Pharmaceutical companies are often criticized for the quality of their drug advertisements in developing countries. The quantitative data we have collected on advertisements in Francophone African countries confirm these criticisms. In 1990, only 41 out of 141 advertisements published in 6 medical and paramedical journals aimed at Francophone health personnel in Africa conformed to French standards for accuracy and objectivity. Indications were absent from 5 (3.5%) advertisements and exaggerated in 42 (29.8%); side-effects were not mentioned at all in 37 (26.2%) advertisements and were incomplete in a further 20 (14.2%). Similarly, contraindications were absent from 30 (21.3%) advertisements and incomplete in 19 (13.5%). It is clear that pharmaceutical companies do not always follow a code of ethical conduct and that they frequently exploit the lack of effective controls in developing countries. This attitude creates a hazard to public health and tarnishes the image of the companies concerned.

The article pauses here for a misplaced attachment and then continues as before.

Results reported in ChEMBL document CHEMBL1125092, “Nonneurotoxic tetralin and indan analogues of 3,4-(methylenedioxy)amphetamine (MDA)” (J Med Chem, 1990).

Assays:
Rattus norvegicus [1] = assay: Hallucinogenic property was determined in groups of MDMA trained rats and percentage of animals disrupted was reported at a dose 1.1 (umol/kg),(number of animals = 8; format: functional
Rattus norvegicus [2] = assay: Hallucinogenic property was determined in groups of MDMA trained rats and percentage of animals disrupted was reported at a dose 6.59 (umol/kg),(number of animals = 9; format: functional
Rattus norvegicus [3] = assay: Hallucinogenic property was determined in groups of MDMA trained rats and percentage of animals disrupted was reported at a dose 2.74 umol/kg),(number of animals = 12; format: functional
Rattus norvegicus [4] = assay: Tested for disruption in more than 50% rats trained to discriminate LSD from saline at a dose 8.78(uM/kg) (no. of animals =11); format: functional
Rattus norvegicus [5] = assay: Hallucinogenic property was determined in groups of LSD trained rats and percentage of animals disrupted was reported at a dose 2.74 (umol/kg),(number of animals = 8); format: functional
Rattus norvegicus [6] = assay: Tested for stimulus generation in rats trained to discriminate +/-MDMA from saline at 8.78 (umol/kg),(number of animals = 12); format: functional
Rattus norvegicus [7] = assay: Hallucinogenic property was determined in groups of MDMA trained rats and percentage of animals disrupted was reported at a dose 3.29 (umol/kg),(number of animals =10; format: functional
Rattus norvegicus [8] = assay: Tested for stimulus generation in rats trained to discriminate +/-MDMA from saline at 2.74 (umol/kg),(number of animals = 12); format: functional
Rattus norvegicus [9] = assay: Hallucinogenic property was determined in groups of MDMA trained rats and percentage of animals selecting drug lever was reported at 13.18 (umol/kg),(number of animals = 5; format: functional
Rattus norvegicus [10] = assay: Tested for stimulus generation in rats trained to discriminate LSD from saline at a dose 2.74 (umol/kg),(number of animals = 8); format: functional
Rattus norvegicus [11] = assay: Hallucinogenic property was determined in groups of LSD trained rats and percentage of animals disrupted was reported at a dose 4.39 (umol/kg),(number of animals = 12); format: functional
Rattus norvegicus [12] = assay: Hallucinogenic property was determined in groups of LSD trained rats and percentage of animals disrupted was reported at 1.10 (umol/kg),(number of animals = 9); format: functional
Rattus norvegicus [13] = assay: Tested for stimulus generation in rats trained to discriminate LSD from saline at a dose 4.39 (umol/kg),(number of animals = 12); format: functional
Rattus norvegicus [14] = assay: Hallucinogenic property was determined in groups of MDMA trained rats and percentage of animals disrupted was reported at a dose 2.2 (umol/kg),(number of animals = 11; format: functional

ASJC Scopus subject areas
- Health(social science)
- History and Philosophy of Science